Publishing and Disruptive technology

The second session of LAPIS was very informative, we discussed Printing/Reading/Books: From the knowledge to the sharing economy. However, I will focus on what I was most drawn to during the lecture.

What is publishing now? Years ago book publication was solely the responsibility of publishing houses. Where the manuscript goes through a process such as proof reading and editing etc. the typeset and the cover design was selected and then it was printed and distributed to the various book stores around the world. The ‘then’ process may now be thought of, as a slow one when compared to the way in which distribution/dissemination of information is now done, thanks to ‘Disruptive technology/innovation.’

The term disruptive technology was coined by Clayton Christensen to describe /explain what happens when one new form of technology displaces an established technology and shakes up the industry or a ground-breaking product that creates a completely new industry.

Hence, according to John Feathers (2006) Publishing is a commercial activity of putting books into the public domain. Publishers decide what to publish and then cause it to be produced in a commercially viable form e.g. e-books, the product is then advertized and sold through a network of wholesalers and retailers.

Further, we discussed Marshall McLuchan’s quote that is quite relevant in today’s society ‘the medium is the message’ that appeared in his book ‘Understanding Media: the Extensions of Man’ which was published in 1946. McLuchan saw the medium as having a symbiotic relationship with its audiences since it was established that the medium influences how the message is perceived.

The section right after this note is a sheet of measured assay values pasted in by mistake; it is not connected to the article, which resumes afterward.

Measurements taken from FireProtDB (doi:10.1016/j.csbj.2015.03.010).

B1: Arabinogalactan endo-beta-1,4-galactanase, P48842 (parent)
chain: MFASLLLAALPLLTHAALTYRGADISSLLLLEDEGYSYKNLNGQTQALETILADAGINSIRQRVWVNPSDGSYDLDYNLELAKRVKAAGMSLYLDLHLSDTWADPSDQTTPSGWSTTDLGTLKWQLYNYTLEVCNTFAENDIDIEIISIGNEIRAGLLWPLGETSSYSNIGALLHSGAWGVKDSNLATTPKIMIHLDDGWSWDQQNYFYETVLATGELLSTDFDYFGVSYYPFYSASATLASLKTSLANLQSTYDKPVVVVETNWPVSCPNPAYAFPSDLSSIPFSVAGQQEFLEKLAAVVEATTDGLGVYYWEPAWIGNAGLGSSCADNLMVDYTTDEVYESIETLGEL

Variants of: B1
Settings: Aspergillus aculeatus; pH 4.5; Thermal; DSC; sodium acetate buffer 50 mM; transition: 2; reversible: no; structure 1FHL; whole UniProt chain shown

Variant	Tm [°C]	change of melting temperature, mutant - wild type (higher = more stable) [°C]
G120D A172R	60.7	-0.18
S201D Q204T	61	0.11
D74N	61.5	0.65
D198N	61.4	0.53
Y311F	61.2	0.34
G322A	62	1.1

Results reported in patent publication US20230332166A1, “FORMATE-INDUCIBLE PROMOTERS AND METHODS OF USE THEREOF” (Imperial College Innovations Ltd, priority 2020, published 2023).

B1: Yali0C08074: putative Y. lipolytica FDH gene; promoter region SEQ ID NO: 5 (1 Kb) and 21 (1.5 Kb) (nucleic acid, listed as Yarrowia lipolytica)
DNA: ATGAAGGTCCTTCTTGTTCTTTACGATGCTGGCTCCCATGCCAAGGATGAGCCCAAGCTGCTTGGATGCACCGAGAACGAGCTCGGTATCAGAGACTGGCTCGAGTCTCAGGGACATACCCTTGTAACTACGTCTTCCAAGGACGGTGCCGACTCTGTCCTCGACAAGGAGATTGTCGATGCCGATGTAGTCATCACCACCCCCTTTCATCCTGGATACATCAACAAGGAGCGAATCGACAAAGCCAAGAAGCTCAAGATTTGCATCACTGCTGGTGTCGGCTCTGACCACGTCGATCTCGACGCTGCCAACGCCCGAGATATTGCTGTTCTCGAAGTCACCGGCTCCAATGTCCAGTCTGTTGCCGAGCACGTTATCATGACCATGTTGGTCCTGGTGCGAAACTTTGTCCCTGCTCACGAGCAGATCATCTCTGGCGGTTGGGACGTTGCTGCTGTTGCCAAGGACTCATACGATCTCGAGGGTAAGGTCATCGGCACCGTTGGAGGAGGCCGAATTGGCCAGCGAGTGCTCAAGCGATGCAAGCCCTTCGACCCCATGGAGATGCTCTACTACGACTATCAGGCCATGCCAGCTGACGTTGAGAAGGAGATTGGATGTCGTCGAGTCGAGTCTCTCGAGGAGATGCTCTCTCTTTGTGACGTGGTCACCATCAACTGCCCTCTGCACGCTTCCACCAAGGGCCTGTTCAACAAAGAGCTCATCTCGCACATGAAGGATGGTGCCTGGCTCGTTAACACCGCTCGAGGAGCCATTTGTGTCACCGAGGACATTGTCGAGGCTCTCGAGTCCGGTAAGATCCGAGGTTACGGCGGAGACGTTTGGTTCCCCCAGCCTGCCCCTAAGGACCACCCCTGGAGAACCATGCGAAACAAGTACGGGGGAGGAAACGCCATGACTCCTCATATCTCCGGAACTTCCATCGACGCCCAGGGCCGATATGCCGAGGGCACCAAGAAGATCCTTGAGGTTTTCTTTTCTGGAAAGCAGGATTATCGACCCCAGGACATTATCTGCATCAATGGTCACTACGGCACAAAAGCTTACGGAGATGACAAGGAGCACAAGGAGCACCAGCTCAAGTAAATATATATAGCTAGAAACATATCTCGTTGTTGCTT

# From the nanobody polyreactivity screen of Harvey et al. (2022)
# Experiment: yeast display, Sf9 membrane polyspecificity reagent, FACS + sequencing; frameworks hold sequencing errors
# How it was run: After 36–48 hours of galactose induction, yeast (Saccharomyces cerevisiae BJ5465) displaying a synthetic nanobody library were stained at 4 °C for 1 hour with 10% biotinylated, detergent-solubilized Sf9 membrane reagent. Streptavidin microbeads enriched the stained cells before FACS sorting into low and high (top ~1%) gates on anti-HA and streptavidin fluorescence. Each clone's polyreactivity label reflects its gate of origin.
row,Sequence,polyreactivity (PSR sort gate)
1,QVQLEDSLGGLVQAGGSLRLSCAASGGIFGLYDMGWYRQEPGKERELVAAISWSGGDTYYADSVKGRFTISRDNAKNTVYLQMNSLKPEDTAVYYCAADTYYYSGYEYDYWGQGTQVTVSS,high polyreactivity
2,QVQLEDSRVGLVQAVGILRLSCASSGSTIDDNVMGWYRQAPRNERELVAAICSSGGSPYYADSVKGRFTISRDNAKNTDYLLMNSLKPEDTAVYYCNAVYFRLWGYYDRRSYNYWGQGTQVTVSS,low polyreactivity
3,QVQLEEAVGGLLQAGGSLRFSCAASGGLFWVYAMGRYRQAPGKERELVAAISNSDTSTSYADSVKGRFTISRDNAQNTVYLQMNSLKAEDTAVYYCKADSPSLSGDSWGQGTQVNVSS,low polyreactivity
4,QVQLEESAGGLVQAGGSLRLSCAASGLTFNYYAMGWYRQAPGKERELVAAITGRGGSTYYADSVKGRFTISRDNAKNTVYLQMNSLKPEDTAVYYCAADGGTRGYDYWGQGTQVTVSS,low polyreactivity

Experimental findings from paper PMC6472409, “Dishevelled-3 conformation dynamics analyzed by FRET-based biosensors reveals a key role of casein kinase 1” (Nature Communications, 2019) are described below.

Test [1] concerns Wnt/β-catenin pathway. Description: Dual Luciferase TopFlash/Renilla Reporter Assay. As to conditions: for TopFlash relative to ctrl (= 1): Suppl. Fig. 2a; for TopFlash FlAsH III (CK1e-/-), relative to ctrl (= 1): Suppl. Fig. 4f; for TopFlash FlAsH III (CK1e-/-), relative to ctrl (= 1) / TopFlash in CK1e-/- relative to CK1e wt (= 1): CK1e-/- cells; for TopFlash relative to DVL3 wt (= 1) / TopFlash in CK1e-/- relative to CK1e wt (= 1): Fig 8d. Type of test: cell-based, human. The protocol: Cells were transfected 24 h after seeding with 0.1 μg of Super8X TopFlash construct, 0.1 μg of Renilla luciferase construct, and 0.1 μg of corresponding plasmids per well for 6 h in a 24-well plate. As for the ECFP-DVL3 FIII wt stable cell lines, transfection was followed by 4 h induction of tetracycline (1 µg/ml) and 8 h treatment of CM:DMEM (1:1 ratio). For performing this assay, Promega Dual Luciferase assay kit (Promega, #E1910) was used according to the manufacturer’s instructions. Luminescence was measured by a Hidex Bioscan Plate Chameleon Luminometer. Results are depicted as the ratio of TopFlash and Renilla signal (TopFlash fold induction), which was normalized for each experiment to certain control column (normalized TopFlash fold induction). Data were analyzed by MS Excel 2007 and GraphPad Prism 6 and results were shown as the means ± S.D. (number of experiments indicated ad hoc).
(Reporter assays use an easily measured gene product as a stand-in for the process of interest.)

Clearly publishing has undergone many fundamental changes over the years, and as my classmate Dominic

states, ‘the publishing sector has severely been disrupted by the emergence and growth of internet-based technologies – notable examples include the development of self-publishing as a viable business model, the development of e-readers and the replacement of traditional encyclopedias and reference sources with free, sourced alternatives such as Wikipedia.’ …

Until next week!

Publishing in an ever-changing society

Libraries and Publishing in an Information Society is one of my second semester courses for MSc Library Science. The first session was more of an introduction of the course content and structure. The definition and how technology has affected the work of the traditional publisher was also explored, videos were shared to demonstrate how content and form differs. It was very interesting and it caused me to dig deeper into understanding how the technological advances would affect the print document or publishing in society. Environmentalist would be cheering if less books are printed for the sake of the tree but what about people living in countries where broadband internet is just a dream or may take another ten years before it reaches that part of the world and when it do, would the lower classes of people be able to afford the cost of broadband?…just a thought! The National Archives   gives a detail description of what publishing entails along with its processes and practices. Further, While looking for literature to expand my knowledge in the area of publishing I stumbled upon this video   which described academic publishing in the digital era in a very simplistic manner. For those of you who are thinking of throwing out those books in print format because you prefer the e-books kindly think of those less fortunate people who are longing to get their hands on a book and make a donation…please!